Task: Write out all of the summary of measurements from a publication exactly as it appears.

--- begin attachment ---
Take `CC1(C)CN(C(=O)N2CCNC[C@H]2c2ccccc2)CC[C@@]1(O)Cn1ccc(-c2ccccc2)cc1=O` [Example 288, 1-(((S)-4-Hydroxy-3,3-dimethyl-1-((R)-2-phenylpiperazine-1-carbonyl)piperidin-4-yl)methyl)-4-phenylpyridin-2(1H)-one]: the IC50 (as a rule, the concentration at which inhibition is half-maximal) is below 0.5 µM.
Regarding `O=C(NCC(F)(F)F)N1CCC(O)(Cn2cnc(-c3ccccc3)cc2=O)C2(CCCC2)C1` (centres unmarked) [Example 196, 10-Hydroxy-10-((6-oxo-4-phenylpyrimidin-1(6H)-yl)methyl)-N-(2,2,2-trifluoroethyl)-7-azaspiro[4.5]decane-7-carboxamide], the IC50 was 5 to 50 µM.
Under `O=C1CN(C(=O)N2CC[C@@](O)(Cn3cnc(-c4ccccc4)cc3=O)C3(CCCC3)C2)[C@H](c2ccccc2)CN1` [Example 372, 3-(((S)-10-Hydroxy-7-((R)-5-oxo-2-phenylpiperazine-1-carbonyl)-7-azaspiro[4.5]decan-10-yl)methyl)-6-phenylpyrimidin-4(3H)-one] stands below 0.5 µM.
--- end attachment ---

Take `CC1(C)CN(C(=O)N2CCNC[C@H]2c2ccccc2)CC[C@@]1(O)Cn1ccc(-c2ccccc2)cc1=O` [Example 288, 1-(((S)-4-Hydroxy-3,3-dimethyl-1-((R)-2-phenylpiperazine-1-carbonyl)piperidin-4-yl)methyl)-4-phenylpyridin-2(1H)-one]: the IC50 (as a rule, the concentration at which inhibition is half-maximal) is below 0.5 µM.
Regarding `O=C(NCC(F)(F)F)N1CCC(O)(Cn2cnc(-c3ccccc3)cc2=O)C2(CCCC2)C1` (centres unmarked) [Example 196, 10-Hydroxy-10-((6-oxo-4-phenylpyrimidin-1(6H)-yl)methyl)-N-(2,2,2-trifluoroethyl)-7-azaspiro[4.5]decane-7-carboxamide], the IC50 was 5 to 50 µM.
Under `O=C1CN(C(=O)N2CC[C@@](O)(Cn3cnc(-c4ccccc4)cc3=O)C3(CCCC3)C2)[C@H](c2ccccc2)CN1` [Example 372, 3-(((S)-10-Hydroxy-7-((R)-5-oxo-2-phenylpiperazine-1-carbonyl)-7-azaspiro[4.5]decan-10-yl)methyl)-6-phenylpyrimidin-4(3H)-one] stands below 0.5 µM.